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Old 07-03-2013, 03:58 AM   #1
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Used tow dolly

The hitch seems to be low to the ground. My rig hitch is much higher. Do I use a drop down hitch or should I cut and weld the trailer to match my rig?

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Old 07-03-2013, 08:16 AM   #2
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Either method has both advantages and disadvantages.

The use of a DROP HITCH receiver adapter seriously and I mean SERIOUSLY downgrades the tow capacity of the hitch, If it's a 5,000 hitch you could well end up with the dolly being all it can tow safely. If it's a 10,000 hitch you might be OK.

However if you do this the Dolly remains "Full strength".

The cutting and welding of the trailer (dolly) also weakens it in many cases... But the hitch remains 100%.

So it amounts to which one do you wish to reduce the capacity of.

A good weld shop can minimize the damage to the trailer.

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Old 07-03-2013, 12:21 PM   #3
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Use a drop down hitch for the dolly.
It will put very little hitch weight on it to be any problem.
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Old 07-04-2013, 08:50 AM   #4
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Originally Posted by Homeless
Do I use a drop down hitch or should I cut and weld the trailer to match my rig?
You certainly don't chop up your dolly. You buy the correct hitch parts to match trailer to tow vehicle.

You want as straight a line as possible between tow vehicle and toad. If the dolly is not level, front to rear, then you need to either lower or raise the ball mount (or combo shank and ball mount for fancier ball mounts with a separate shank).

They make ball mounts that will handle your requirements. For example, here is a fixed ball mount for a 2" receiver and with enough weight capacity to tow up to 12,000 pounds:
Link: Ball Mount 7" Rise or 8" Drop, 12,000 lbs Draw-Tite Ball Mounts 4283

8" drop not enough? Here's an adjustable one with over 9.5" drop rated to tow a trailer up to 6,000 pounds:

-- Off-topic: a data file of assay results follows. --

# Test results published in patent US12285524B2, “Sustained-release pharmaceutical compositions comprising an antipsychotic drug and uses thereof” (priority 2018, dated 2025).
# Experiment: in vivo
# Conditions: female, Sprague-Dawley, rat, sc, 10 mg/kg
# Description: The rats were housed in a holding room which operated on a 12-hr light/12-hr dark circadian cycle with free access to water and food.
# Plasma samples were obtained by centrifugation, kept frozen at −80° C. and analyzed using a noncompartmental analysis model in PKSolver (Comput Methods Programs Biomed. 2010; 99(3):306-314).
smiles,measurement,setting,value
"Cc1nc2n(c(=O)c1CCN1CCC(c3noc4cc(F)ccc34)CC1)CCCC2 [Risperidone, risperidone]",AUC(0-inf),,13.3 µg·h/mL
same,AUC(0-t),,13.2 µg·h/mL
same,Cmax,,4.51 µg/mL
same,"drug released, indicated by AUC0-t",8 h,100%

Ball Mount Adjustable Fits 2" Trailer Hitch Receiver, 6,000 lbs Hidden Hitch Ball Mounts 80412

Here's another adjustable ball mount with towing capacity of 10,000 pounds or 14,000 pounds, depending on the weight capacity of the ball you use, with adjustable rise up to 5.25" and adjustable drop down to 6". That should be enough adjustment to get that dolly level if you don't have your tow vehicle lifted.
Link: Channel Style Adjustable Ballmount - 2" & 2-5/16" Balls - 14,000 lbs Curt Ball Mounts C45900

Look around at the other fixed and adjustable ball mounts on the ETrailer.com website, and you'll probably find one to meet your needs.
Grumpy ole man with over 50 years towing experience. Now my heaviest trailer is a 7,000-pound enclosed cargo trailer, RV is a 5,600 pound Skyline Nomad Joey 196S, and my tow vehicle is a 2012 F-150 3.5L EcoBoost SuperCrew.
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Old 07-04-2013, 08:59 AM   #5
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Check it after you decide which hitch you're using, mainly the ramps because if not correct they could rub and scratch the underneath of the car or if not right they could drag the ground while traveling. Jim
Jim/Lois 1999 Newmar Mountain Aire MACA3797 F53 - V10
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Old 07-04-2013, 09:15 AM   #6
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The trailer tongue should be level of course but using large drop down hitches can put a strain on the receiver. I have used drop downs both right side up and upside down to raise or lower the tongue but was careful not to overload the hitch.

Obviously a 3" drop down will have less affect than a 7". Just use common sense and/or ask at a trailer dealer.
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Old 07-04-2013, 09:38 AM   #7
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Well, of course your receiver must be strong enough to handle the weight-carrying (WC) load of the trailer, including the added leverage of the drop-down ball mount. Most OEM receivers are rated for 5,000 or 6,000 pounds max WC (without a weight-distributing hitch). If you need more weight capacity than that, then they make those too. Several brands are available with WC rating of 10,000 to 14,000 pounds. Here's a Curt receiver rated for 16,000 pounds WC trailer weight. That one is for a specific tow vehicle, but they probably make them for your tow vehicle too.

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